The Center for Economic Research and Graduate Education – Economics Institute, known as CERGE-EI is an academic institution in Prague, Czech Republic, specialised in economics. The Institute is a partnership between the Center for Economic Research and Graduate Education of Charles University and the Economics Institute of the Czech Academy of Sciences. It is also a New York State Education Department entity with a permanent charter for its degree-granting educational programs awarded by the New York State Board of Regents. It is located in the Schebek Palace in the center of Prague.
The Barcelona School of Economics (BSE) is an institution for research and graduate education in Economics, Finance, Data Science, and the social sciences located in Barcelona, Spain.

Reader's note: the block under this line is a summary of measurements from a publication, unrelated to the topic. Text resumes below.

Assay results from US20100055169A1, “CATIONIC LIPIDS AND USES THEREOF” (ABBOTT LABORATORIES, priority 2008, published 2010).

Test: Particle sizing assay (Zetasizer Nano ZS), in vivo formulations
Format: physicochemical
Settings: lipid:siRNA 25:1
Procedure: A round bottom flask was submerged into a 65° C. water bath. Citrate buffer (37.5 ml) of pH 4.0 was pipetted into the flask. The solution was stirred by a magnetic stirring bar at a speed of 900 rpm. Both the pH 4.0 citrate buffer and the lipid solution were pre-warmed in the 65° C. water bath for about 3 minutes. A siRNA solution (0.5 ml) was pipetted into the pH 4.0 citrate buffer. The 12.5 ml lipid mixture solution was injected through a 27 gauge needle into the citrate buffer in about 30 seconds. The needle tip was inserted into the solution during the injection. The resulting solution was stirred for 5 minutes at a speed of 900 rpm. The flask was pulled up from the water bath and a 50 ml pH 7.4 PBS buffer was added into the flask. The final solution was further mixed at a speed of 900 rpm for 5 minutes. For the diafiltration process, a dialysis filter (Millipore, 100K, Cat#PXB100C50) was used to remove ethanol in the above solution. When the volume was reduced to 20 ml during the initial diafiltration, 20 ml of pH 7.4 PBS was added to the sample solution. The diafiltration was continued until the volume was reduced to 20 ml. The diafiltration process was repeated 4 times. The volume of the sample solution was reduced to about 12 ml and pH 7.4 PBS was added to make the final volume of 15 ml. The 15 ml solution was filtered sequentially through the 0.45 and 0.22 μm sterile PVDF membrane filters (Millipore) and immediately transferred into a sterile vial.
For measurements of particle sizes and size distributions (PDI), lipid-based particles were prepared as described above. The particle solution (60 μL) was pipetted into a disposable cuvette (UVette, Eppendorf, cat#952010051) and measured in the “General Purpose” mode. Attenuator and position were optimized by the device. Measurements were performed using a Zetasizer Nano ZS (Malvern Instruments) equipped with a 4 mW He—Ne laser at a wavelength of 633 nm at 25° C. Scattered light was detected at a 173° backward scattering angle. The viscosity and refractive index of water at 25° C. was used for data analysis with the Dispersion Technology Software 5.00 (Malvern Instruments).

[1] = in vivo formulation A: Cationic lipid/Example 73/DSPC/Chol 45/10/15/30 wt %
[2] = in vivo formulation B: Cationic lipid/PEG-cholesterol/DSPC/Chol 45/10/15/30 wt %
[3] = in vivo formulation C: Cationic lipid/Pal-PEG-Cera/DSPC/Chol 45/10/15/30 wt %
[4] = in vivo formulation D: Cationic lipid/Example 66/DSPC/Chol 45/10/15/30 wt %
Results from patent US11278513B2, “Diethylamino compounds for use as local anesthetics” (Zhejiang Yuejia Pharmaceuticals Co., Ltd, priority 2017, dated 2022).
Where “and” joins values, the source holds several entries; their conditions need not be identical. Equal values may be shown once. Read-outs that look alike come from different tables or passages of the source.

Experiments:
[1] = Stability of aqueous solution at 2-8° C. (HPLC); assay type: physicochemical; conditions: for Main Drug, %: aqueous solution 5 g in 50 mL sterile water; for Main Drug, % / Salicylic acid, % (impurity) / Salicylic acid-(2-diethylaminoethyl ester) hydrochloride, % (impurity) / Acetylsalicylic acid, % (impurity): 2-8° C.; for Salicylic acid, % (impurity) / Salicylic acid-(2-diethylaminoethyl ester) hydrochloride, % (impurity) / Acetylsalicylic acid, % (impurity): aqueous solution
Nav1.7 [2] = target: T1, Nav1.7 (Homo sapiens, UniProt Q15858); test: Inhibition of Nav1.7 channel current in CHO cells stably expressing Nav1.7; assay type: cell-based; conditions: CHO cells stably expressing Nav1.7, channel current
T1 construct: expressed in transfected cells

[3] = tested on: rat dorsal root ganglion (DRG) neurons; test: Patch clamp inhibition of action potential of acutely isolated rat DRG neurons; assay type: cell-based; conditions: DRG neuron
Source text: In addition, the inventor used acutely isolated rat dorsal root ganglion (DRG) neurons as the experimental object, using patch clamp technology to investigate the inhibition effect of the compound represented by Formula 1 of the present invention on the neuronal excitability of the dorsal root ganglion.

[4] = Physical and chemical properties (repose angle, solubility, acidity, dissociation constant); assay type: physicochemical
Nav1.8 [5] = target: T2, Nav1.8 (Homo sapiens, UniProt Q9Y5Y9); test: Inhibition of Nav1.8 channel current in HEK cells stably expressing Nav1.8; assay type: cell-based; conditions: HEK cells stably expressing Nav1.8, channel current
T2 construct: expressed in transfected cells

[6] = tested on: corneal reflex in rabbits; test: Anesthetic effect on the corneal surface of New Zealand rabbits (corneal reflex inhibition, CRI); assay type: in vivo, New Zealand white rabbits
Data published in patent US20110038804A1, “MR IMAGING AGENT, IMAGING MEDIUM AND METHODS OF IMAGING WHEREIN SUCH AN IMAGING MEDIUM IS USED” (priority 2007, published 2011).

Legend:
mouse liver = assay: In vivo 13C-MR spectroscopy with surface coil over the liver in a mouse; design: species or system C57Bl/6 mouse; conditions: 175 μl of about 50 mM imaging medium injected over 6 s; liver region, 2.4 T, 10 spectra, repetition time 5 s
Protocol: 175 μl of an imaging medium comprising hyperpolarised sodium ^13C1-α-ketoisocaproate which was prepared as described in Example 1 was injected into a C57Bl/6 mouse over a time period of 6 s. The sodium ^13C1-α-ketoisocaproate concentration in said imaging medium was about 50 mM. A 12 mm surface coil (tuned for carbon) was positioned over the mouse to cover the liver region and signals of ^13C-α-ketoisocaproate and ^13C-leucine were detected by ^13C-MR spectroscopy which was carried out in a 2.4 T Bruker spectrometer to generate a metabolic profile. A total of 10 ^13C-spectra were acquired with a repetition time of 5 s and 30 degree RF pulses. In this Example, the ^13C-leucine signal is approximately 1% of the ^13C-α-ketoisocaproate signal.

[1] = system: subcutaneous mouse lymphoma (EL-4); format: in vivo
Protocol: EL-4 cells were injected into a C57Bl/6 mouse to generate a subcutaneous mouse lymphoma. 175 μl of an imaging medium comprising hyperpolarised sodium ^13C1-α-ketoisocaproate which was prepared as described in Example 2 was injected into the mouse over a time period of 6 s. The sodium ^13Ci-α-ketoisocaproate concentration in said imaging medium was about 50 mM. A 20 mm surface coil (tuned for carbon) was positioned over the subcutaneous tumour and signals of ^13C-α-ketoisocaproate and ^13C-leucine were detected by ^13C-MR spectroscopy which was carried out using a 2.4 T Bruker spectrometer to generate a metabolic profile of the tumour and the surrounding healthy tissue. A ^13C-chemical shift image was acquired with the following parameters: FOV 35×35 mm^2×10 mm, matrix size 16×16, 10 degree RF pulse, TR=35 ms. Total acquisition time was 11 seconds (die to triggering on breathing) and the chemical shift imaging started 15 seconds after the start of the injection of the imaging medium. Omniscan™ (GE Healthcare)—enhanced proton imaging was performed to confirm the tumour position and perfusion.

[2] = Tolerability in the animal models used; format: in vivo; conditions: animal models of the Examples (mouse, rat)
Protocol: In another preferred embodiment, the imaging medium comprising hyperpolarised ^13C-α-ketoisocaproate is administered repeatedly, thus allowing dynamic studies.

The National Library of Economics is the world's largest research infrastructure for economic literature, online as well as offline. The ZBW is a member of the Leibniz Association and has been a foundation under public law since 2007. Several times the ZBW received the international LIBER Award for its innovative work in librarianship. The ZBW allows for access of millions of documents and research on economics, partnering with over 40 research institutions to create a connective Open Access portal and social web of research. Through its EconStor and EconBiz, researchers and students have accessed millions of datasets and thousands of articles. The ZBW also edits two journals: Wirtschaftsdienst and Intereconomics.